October 17, 2019

September 11, 2019

February 21, 2018

Please reload

Recent Posts

The Rape Culture in Australian Universities

August 31, 2017

1/4
Please reload

Featured Posts

Why are some nations rich and others poor?

June 7, 2015

 

In Australia, over the past fifty years, average household income, in constant prices, more than doubled. We live in one of the freest and most prosperous societies in the history of mankind. Why should we be so lucky?

 

Prior to 1800, most people lived subsistence existences. Dirt poor, their lives a drudgery, they suffered high rates of child mortality, starvation in poor seasons and ever present violence. It had been that way for centuries. As Hobbes put it, life was solitary, poor, nasty, brutish, and short.

 

Since then, the wealth of the average person has increased twelve-fold. (See Mark Rosser’s graphs of GDP per capita throughout history). Concurrently, the world’s population increased six-fold and life expectancy has extended by over forty years.

 

What makes some nations rich and others poor? Why are resource-rich Tanzania and Argentina poor, while resource poor Singapore, Hong Kong and Switzerland are rich? Why is there such a disparity in wealth between adjacent countries with similar cultures such as the former East and West Germany, or North and South Korea? Why is North America so much more prosperous than South America? Why has Botswana thrived and but not Zimbabwe nor the Congo? Why are formerly prosperous centres such as Baghdad, Venice and Florence not so fortunate today? What has changed recently in China and Brazil?

 

The reasons are complex and the factors interact. There are many alternative explanations. Prosperity is like a jigsaw puzzle. There are many pieces that contribute to the end result.

 

Jared Diamond, in Guns, Germs and Steel, posited that it all begins with geographical good fortune. Those nations that had access to arable crops and animals they could domesticate thrived.

 

Adam Smith identified that labour productivity could be improved if everyone specialized in what he was good at and traded his produce with others. Leonard E. Read, in his delightful essay, I, Pencil, explained how the division of labour worked in practice, with millions of people collaborating, blissfully unaware of the final result, in the production of a pencil. Max Weber argued that the protestant ethic of frugality, hard work and thrift, together with the notion that man had a calling and was obligated to use his talents appropriately created the environment for capitalism to thrive.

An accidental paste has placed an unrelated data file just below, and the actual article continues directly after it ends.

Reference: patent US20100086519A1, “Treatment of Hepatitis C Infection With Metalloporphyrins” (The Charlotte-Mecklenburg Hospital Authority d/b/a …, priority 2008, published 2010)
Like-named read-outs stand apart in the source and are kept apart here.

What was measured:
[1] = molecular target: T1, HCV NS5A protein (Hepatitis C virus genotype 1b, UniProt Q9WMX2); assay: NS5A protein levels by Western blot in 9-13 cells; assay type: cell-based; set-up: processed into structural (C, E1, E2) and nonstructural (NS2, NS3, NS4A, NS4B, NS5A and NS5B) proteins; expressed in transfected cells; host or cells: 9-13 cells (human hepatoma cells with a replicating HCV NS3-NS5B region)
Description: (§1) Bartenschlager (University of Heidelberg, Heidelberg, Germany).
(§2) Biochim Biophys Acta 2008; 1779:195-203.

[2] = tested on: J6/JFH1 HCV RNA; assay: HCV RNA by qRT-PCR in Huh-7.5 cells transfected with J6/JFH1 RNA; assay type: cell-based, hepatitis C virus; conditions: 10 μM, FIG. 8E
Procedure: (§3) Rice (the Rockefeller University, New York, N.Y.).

Civil liberties such as the right to private property, legally enforceable contracts, and the right to choose one’s occupation and to form voluntary associations (especially businesses) are significant enablers. Changing social values with regard to the dignity of work and respect for the entrepreneur also have an influence.

 

Other factors include: energy – coal replacing the slave, the ox and the horse; accumulated capital – being able to use the infrastructure, resources and ideas created previously; urbanization; innovation; trust and cooperation; and employing everyone’s talents. 

 

Of all these, the division of labour and our willingness to exchange with strangers are crucial. The more people diversify as consumers and specialise as producers the more prosperous they become.

 

But perhaps the most important is property rights. Entrepreneurs need to be confident that they can keep the results of their efforts.

 

In Why Nations Fail, Acemoglu and Robinson explain:

Secure private property rights are central, since only those with such rights will be willing to invest and increase productivity. A businessman who expects his output to be stolen, expropriated, or entirely taxed away will have little incentive to work, let alone incentive to undertake investments and innovations.

 

Or as Matt Ridley put it more succinctly in The Rational Optimist:  

Merchants and craftsmen make prosperity: chiefs, priests and thieves fritter it away.

 

 

For more, read my book The Fragility of Freedom: Why Subsidiarity Matters

Please reload